Begun in 2006, DARPA's Revolutionizing Prosthetics program set out to expand prosthetic arm options for today's wounded warriors. The program funded two teams to create advanced anthropomorphic mechanical arms and control systems: DEKA Research and Development Corporation to get an arm control system to market quickly, and the other—with APL as the system integrator and lead—to produce a fully neurally integrated upper-extremity prosthesis with appropriate documentation for clinical trials, Food and Drug Administration (FDA) approvals, and manufacturing transition. APL is creating a modular architecture and extensible platform that provides a framework for future developments by us or others.
A prosthesis requires the following characteristics in order to reflect the properties of a biological limb:
- sensors for touch, temperature, vibration, and proprioception (the ability to sense the position of the arm and hand relative to other parts of the body)
- power that will allow extended use
- mechanical components that will provide strength and environmental tolerance (to heat, cold, water, humidity, dust, etc.)
With this new prosthetic, an upper-extremity amputee would be able to feel and manipulate objects just like a person with a native hand.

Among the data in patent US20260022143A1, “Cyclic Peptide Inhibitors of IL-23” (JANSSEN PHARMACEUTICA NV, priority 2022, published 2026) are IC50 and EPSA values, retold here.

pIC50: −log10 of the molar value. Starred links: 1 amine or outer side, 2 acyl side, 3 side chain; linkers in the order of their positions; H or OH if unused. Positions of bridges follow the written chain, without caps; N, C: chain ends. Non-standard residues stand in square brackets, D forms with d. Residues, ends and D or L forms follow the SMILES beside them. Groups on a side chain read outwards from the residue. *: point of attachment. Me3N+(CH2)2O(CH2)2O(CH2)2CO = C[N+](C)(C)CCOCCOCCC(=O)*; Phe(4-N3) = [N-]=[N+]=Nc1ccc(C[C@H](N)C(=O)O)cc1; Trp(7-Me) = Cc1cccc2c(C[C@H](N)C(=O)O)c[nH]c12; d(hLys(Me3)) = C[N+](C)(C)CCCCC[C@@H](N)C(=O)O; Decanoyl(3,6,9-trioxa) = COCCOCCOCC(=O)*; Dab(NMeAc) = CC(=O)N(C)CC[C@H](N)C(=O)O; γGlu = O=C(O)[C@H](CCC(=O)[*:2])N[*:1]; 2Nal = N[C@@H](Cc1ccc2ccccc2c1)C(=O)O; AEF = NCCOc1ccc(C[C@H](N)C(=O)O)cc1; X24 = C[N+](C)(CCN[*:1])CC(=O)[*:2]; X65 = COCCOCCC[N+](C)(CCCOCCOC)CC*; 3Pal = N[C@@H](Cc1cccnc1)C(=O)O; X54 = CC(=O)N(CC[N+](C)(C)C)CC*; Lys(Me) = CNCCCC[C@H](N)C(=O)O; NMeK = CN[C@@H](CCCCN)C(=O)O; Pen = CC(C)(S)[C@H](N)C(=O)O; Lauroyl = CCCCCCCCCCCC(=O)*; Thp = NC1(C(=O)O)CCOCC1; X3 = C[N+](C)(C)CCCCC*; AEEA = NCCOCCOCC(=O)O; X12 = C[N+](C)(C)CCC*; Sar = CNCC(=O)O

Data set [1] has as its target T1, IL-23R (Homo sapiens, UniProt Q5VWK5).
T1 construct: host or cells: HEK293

|December 2012||“Breakthrough: Robotic limbs moved by the mind” is featured on CBS’ 60 Minutes.|
|December 2012||Clinical trial results are published in The Lancet.|
|September 2011||The MPL is controlled by a patient using ECoG during a UPMC and University of Pittsburgh experiment.|
|December 2010||MPL v2.0 is completed.|
|September 2010||Phase 3 Kickoff meeting for APL Revolutionizing Prosthetics team.|
|December 2009||Version 1 of the Modular Prosthetic Limb (MPL v1.0) was completed with 17 degrees of freedom.|
|April 2008||Phase 2 Kickoff meeting for APL Revolutionizing Prosthetics team.|
|August 2007||Two versions of Proto 2 were completed with 22 degrees of freedom. The extrinsically actuated hand employed a cobot in the forearm driving the hand, wrist, and radial rotator. The intrinsically actuated hand was motor driven.|
|January 2007||Prototype 1 (Proto 1), with 8 degrees of freedom, began preclinical evaluations using surface myoelectric control. The Virtual Integration Environment (VIE) was used for clinician interface and patient training.|
|January 2006||Phase 1 Kickoff meeting for APL Revolutionizing Prosthetics team.|